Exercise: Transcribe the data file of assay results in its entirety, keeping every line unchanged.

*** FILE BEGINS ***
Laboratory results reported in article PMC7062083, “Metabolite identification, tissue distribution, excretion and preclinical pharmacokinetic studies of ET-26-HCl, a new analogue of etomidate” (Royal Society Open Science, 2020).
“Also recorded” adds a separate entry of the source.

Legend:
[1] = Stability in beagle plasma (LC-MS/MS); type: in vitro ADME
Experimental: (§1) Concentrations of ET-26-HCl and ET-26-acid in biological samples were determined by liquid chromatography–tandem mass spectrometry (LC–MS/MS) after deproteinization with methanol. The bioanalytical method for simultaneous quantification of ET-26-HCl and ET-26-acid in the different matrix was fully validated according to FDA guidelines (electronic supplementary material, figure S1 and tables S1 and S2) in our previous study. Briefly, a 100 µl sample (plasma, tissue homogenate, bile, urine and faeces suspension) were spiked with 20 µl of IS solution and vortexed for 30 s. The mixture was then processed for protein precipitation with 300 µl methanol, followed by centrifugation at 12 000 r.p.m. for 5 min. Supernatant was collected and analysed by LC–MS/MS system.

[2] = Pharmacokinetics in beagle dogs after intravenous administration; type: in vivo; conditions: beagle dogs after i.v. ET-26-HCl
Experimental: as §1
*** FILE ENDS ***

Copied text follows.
Laboratory results reported in article PMC7062083, “Metabolite identification, tissue distribution, excretion and preclinical pharmacokinetic studies of ET-26-HCl, a new analogue of etomidate” (Royal Society Open Science, 2020).
“Also recorded” adds a separate entry of the source.

Legend:
[1] = Stability in beagle plasma (LC-MS/MS); type: in vitro ADME
Experimental: (§1) Concentrations of ET-26-HCl and ET-26-acid in biological samples were determined by liquid chromatography–tandem mass spectrometry (LC–MS/MS) after deproteinization with methanol. The bioanalytical method for simultaneous quantification of ET-26-HCl and ET-26-acid in the different matrix was fully validated according to FDA guidelines (electronic supplementary material, figure S1 and tables S1 and S2) in our previous study. Briefly, a 100 µl sample (plasma, tissue homogenate, bile, urine and faeces suspension) were spiked with 20 µl of IS solution and vortexed for 30 s. The mixture was then processed for protein precipitation with 300 µl methanol, followed by centrifugation at 12 000 r.p.m. for 5 min. Supernatant was collected and analysed by LC–MS/MS system.

[2] = Pharmacokinetics in beagle dogs after intravenous administration; type: in vivo; conditions: beagle dogs after i.v. ET-26-HCl
Experimental: as §1